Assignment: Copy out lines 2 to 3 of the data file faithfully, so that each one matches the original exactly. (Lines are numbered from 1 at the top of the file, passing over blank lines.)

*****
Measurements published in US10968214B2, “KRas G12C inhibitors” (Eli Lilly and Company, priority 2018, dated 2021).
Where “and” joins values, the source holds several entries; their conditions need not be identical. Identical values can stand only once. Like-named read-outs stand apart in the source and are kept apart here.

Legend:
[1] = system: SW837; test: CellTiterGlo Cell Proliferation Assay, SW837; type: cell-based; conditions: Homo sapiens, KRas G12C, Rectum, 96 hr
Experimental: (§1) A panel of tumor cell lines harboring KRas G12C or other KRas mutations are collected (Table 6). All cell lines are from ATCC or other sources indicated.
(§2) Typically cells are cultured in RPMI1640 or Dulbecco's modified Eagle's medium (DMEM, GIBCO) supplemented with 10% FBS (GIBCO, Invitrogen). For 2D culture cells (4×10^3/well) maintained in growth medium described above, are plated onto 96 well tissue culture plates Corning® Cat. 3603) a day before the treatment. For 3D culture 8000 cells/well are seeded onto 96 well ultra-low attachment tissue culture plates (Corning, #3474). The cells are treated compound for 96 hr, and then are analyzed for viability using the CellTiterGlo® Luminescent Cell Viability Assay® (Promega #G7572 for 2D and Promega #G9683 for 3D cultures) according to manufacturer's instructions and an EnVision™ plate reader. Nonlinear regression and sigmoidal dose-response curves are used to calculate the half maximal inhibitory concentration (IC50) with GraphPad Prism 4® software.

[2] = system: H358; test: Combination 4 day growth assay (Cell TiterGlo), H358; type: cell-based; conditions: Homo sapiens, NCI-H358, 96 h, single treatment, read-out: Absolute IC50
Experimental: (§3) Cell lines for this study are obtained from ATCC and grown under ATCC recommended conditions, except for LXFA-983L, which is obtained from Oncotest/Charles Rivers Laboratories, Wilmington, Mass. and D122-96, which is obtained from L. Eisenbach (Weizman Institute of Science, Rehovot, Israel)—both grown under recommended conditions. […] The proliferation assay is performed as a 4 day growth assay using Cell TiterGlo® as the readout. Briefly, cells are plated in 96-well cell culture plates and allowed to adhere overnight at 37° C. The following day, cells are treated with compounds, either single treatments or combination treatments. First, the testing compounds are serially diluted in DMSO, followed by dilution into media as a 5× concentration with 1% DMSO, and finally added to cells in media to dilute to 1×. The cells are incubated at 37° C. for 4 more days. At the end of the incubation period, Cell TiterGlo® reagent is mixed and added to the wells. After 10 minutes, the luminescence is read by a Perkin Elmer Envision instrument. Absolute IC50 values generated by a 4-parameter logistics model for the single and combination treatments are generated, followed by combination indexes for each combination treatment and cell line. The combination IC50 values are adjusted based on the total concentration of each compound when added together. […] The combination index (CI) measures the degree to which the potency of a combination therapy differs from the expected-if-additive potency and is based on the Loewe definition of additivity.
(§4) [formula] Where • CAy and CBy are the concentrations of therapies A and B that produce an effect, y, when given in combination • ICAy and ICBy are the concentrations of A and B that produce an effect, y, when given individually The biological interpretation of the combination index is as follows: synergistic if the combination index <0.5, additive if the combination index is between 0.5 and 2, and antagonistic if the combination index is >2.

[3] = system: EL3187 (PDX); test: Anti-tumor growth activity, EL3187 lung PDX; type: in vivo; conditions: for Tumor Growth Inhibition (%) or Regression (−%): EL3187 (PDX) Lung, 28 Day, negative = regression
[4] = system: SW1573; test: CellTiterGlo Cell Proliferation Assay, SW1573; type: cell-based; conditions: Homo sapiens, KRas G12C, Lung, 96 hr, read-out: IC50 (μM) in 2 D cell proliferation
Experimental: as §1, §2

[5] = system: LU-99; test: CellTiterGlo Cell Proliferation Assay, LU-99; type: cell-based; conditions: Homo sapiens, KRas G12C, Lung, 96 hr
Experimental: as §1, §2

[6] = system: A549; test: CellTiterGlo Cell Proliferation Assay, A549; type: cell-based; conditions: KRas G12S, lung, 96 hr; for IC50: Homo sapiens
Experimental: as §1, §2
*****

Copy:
Where “and” joins values, the source holds several entries; their conditions need not be identical. Identical values can stand only once. Like-named read-outs stand apart in the source and are kept apart here.

Legend: